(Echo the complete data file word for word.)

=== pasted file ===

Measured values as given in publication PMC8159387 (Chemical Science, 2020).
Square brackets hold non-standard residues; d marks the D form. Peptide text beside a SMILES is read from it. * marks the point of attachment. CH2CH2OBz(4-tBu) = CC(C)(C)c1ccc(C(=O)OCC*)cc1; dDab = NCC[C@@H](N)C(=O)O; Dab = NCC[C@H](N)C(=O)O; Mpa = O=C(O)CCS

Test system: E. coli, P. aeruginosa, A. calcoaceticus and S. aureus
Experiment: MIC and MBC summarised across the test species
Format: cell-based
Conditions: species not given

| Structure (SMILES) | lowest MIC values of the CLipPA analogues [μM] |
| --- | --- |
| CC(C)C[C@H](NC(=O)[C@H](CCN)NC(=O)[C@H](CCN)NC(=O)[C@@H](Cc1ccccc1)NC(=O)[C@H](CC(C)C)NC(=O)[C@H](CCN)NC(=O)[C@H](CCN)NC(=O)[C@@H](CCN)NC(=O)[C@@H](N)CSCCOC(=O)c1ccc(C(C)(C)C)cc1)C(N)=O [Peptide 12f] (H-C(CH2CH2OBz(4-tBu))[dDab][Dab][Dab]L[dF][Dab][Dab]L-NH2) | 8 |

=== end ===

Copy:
Measured values as given in publication PMC8159387 (Chemical Science, 2020).
Square brackets hold non-standard residues; d marks the D form. Peptide text beside a SMILES is read from it. * marks the point of attachment. CH2CH2OBz(4-tBu) = CC(C)(C)c1ccc(C(=O)OCC*)cc1; dDab = NCC[C@@H](N)C(=O)O; Dab = NCC[C@H](N)C(=O)O; Mpa = O=C(O)CCS

Test system: E. coli, P. aeruginosa, A. calcoaceticus and S. aureus
Experiment: MIC and MBC summarised across the test species
Format: cell-based
Conditions: species not given

| Structure (SMILES) | lowest MIC values of the CLipPA analogues [μM] |
| --- | --- |
| CC(C)C[C@H](NC(=O)[C@H](CCN)NC(=O)[C@H](CCN)NC(=O)[C@@H](Cc1ccccc1)NC(=O)[C@H](CC(C)C)NC(=O)[C@H](CCN)NC(=O)[C@H](CCN)NC(=O)[C@@H](CCN)NC(=O)[C@@H](N)CSCCOC(=O)c1ccc(C(C)(C)C)cc1)C(N)=O [Peptide 12f] (H-C(CH2CH2OBz(4-tBu))[dDab][Dab][Dab]L[dF][Dab][Dab]L-NH2) | 8 |